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Hypertension. 1990 Jun;15(6 Pt 2):779-83.

Microvessel changes in hypertension measured by Griffonia simplicifolia I lectin.

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Department of Physiology, Medical College of Wisconsin, Milwaukee 53226.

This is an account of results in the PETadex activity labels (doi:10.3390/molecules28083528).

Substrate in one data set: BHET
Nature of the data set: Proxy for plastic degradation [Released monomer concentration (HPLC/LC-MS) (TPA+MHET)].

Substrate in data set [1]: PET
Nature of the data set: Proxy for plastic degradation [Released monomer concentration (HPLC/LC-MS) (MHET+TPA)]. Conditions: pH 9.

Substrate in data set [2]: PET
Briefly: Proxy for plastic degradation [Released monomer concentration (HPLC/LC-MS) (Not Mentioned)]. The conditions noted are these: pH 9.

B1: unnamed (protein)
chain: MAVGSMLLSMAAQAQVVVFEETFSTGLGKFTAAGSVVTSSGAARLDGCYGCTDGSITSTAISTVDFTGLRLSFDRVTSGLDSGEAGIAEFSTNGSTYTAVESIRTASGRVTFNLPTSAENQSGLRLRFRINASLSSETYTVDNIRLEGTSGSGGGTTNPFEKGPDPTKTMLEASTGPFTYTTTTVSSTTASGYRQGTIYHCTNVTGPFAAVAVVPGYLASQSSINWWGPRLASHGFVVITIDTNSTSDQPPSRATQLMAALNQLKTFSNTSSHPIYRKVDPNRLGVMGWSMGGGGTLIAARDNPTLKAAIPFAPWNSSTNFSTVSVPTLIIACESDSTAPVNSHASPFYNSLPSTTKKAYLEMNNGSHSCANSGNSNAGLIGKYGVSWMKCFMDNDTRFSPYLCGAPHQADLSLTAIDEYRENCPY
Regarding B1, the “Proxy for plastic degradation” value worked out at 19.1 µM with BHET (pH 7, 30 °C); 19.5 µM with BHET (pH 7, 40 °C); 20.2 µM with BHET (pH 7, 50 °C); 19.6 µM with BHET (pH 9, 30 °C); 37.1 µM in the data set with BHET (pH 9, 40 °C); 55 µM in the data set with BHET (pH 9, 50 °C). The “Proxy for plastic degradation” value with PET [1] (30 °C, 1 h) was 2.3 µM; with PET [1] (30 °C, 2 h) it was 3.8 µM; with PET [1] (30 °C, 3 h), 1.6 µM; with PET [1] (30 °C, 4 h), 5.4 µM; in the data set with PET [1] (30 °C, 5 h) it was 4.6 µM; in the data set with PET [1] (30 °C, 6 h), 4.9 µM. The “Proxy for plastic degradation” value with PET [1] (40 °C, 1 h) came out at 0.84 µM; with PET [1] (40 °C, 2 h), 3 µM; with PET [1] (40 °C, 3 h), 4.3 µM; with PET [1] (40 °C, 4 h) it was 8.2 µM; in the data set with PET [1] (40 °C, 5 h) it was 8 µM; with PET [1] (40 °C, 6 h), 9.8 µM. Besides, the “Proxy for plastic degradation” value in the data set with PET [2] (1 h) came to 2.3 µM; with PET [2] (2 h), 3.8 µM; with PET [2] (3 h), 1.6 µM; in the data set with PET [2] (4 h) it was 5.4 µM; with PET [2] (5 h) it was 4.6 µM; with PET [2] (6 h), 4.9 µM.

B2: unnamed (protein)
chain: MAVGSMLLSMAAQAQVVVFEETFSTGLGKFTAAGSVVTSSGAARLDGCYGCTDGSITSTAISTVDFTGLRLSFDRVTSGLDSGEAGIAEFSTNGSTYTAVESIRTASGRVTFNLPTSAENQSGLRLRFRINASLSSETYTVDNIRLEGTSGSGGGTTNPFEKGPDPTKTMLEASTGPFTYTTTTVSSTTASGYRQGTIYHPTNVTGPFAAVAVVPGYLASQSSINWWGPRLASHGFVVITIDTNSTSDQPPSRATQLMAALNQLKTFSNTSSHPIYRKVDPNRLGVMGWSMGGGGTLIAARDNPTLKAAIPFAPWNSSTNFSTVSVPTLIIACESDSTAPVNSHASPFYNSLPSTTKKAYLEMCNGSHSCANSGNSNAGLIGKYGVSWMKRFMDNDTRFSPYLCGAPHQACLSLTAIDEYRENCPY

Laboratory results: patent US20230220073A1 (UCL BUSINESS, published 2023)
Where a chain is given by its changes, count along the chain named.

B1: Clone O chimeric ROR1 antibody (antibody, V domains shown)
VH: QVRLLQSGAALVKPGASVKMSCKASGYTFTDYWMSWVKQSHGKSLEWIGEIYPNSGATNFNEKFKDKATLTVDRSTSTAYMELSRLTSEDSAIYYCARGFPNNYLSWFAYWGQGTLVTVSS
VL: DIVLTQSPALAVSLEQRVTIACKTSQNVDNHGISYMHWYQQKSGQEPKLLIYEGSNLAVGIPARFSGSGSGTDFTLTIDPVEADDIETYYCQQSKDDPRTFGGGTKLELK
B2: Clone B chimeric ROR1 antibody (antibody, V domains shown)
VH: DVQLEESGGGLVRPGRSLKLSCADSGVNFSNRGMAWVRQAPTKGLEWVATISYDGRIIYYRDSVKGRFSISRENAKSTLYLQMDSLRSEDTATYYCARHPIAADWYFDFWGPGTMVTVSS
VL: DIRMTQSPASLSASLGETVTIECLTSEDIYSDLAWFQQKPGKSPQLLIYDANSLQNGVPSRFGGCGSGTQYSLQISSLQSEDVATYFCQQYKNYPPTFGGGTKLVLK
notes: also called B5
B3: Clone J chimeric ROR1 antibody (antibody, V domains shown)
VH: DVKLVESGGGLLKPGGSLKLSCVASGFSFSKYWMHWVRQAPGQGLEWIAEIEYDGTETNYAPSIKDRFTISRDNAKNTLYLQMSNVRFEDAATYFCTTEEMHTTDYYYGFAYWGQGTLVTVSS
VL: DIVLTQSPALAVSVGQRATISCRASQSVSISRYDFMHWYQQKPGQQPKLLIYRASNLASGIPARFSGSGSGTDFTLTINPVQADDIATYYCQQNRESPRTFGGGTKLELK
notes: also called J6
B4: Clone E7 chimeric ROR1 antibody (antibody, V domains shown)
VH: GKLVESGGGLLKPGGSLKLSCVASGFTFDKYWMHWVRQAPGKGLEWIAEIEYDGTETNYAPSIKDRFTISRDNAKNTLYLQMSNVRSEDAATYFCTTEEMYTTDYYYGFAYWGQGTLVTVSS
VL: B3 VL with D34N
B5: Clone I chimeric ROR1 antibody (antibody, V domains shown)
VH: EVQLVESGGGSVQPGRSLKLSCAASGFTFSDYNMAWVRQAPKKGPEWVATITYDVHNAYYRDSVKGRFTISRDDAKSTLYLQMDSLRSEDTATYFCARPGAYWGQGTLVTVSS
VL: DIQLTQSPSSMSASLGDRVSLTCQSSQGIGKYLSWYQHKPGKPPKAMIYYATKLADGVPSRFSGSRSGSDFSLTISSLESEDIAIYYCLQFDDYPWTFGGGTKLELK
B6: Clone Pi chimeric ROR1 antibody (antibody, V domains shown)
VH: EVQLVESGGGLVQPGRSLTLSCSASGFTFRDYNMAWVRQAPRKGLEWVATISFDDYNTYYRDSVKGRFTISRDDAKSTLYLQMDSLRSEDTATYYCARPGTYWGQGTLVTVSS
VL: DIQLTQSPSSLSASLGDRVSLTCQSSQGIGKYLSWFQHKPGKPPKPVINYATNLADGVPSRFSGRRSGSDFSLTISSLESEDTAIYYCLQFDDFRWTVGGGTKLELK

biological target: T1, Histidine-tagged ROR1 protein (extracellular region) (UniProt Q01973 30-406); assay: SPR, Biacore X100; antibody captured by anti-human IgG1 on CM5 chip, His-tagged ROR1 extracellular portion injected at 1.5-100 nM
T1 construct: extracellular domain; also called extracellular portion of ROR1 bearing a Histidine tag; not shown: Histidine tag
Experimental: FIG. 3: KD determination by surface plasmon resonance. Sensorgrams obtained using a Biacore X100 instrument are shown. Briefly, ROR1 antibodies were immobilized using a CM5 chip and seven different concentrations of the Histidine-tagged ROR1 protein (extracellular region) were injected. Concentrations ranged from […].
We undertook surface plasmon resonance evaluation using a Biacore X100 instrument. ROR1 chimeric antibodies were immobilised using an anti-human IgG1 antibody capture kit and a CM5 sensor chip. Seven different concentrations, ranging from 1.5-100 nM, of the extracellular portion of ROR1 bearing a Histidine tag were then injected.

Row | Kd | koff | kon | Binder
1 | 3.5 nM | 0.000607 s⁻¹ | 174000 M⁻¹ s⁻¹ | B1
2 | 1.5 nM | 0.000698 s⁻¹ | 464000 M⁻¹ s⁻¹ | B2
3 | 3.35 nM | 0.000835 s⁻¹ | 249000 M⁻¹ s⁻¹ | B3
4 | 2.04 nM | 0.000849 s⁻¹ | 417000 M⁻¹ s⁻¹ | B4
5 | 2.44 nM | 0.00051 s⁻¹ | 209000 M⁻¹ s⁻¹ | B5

Commonly used methods for assessing reductions in microvascular density (rarefaction) in hypertension detect only perfused microvessels. In the present study, samples of cremaster and spinotrapezius muscles were taken from rats with chronic (4-week) reduced renal mass hypertension and normotensive sham-operated control rats, as well as from 12-week-old spontaneously hypertensive rats and their normotensive Wistar-Kyoto control strain. Mean arterial pressure was 149 +/- 8 mm Hg in the rats with reduced renal mass hypertension, 114 +/- 7 mm Hg in sham-operated rats, 177 +/- 9 mm Hg in spontaneously hypertensive rats, and 95 +/- 4 mm Hg in Wistar-Kyoto rats. Muscle samples were incubated with rhodamine-labeled Griffonia simplicifolia I lectin, which identifies both perfused and nonperfused microvessels. Microvascular density was assessed by counting intersections with a 20-microns grid. Microvessel density was significantly reduced in cremaster muscles of both spontaneously hypertensive and reduced renal mass hypertensive rats, and in the spinotrapezius muscle of spontaneously hypertensive rats, compared with their respective normotensive controls. Further studies in the reduced renal mass rats on low salt diets indicated that lectin binding was also decreased as salt intake was increased, independent of blood pressure. This change was not due to an alteration in lectin-binding affinity. These studies indicate that lectin binding can be a useful tool for assessing microvessel density that does not depend on the perfusion state of the vessels and that rarefaction due to hypertension is not evenly distributed in all vascular beds. These results also provide evidence that dietary salt intake alone can influence microvessel density, as measured by the lectin technique.

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